Radhika Hirannaiah, is currently working as an intern at OpenDaylight. She received a PhD degree in Electrical Engineering from Wichita State University in 2014. Her interests include Software Defined Networking (OpenFlow, OpenDaylight etc), Voice over IP, wireless and working on open source software projects.
Git has come a long way in the 10 years since Linux creator Linus Torvalds released the first version of the now-popular distributed revision control system. For example, the addition of pull requests came three years after the original release, according to Atlassian. And over time it has added more collaboration tools, code review tools, integration to continuous integration systems, and more, recalls Qt Project core maintainer and software architect at Intel, Thiago Macieira.
I adore Linux because I can do what I want on it. My first PC way back in 1994ish was an Apple something. It was fun, and then I got an IBM PC running Windows 3,1 and DOS 5. Windows was useless, so I spent a lot of time in DOS. Then I learned about Linux and never looked back. And Windows is still useless, and Apple is too confining. They both have their little walled gardens, and their primary purpose is lock-in and to keep selling you junk whether you want it or not, and whether or not it’s any good. They think they retain ownership of your stuff that you have purchased, which is a concept that needs to die.
For the past 10 years, I have straddled the divide between Earth science and informatics. My PhD focused on remote sensing and snow hydrology, but I entered the world of data science and software development when faced by challenges in processing and distributing the immense amounts of data produced by my research. Fortunately, I was lucky. I had the opportunity to collaborate with a group of computer scientists at NASA/JPL who helped guide me into the world of open source software and the Apache way.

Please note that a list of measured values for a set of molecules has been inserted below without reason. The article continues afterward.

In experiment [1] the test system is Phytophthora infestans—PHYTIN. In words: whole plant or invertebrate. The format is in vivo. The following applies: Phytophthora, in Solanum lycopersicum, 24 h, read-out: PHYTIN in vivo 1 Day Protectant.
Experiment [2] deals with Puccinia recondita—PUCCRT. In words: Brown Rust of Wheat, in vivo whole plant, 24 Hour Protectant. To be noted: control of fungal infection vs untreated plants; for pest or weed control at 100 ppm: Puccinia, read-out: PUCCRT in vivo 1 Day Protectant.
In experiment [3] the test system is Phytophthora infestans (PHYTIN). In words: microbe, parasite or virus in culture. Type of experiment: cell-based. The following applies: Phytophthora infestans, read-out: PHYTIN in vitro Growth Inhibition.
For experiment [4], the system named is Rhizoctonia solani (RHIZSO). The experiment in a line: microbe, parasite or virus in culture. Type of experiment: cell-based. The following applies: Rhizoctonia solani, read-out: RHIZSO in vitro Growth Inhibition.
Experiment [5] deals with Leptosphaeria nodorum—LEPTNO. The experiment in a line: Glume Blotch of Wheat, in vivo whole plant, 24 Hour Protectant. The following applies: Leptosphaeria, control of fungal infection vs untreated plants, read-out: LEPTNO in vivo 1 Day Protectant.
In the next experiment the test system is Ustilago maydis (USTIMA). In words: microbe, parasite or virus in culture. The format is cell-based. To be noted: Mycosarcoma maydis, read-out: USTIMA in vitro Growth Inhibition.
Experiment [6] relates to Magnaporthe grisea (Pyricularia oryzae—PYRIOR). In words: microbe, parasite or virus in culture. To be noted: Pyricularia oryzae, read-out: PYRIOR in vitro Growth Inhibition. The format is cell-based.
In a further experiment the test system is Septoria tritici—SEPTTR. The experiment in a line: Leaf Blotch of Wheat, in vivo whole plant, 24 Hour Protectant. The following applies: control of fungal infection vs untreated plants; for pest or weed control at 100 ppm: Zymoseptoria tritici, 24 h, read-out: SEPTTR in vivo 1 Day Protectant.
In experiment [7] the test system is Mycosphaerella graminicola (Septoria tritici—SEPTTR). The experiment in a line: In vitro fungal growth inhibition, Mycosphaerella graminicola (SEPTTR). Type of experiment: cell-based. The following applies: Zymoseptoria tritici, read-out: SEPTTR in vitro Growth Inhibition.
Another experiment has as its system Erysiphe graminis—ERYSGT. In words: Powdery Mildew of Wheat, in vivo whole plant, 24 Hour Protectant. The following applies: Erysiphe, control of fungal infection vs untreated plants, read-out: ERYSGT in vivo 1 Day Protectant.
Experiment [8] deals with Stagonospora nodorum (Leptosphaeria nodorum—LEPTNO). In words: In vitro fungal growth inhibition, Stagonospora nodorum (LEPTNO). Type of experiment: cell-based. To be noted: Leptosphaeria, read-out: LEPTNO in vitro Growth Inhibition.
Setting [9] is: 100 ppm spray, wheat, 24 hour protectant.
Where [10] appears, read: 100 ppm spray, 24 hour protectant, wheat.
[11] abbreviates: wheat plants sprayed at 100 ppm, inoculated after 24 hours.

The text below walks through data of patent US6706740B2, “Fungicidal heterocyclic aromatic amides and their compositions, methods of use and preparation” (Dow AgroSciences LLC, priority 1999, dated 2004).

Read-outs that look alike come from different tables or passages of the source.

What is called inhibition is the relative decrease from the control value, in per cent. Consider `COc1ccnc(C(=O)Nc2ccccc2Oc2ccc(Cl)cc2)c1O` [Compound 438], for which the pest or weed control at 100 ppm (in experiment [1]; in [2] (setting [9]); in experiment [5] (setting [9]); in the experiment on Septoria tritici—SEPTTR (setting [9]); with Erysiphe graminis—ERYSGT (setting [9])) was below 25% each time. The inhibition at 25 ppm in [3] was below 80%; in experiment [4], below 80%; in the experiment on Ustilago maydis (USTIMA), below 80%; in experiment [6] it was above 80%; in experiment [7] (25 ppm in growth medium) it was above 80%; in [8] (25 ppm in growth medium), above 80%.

Over the past six months I've asked new Linux Foundation corporate members on the cutting edge of technology to weigh in on what interesting or innovative trends they're witnessing and the role that Linux plays in them. Here's what engineers, CTOs, and other business leaders from companies including CoreOS, Rackspace, SanDisk, and more had to say.
My team has become very fond of an open source tool called Browserify. It was originally designed to allow the Node.js modules to be used in the browser, but we’ve leveraged it as the primary component in our build process. Over the last year, it has helped us to turn our monolithic code into a set of independent, maintainable modules. Previously, we were concatenating a big file and maintaining subsystem independence using namespaces, so this has been a big change for us.
I think that open source technology has a bright future as more and more people realise the true value of a service. That value is not in the products anymore, but rather in what vendors can provide in terms of services, knowledge and manpower. Also, we feel it is more fun and more rewarding when you have the power to choose freely how to work and what tools to use to reach your goal. This isn't always an option in a closed source environment.
Meet Doug Kim. He's a computer engineer-turned-lawyer who chairs the Intellectual Property Practice Group at McNair Law Firm in Columbia, South Carolina. Doug's practice includes patent preparation and prosecution, trademark, service mark preparation and prosecution, and securing copyright registrations in areas that include Geographical Information Systems (GIS), software, books, music, product packaging, and distribution. He has expertise in software, method, and mechanical patents as well as open source licensing.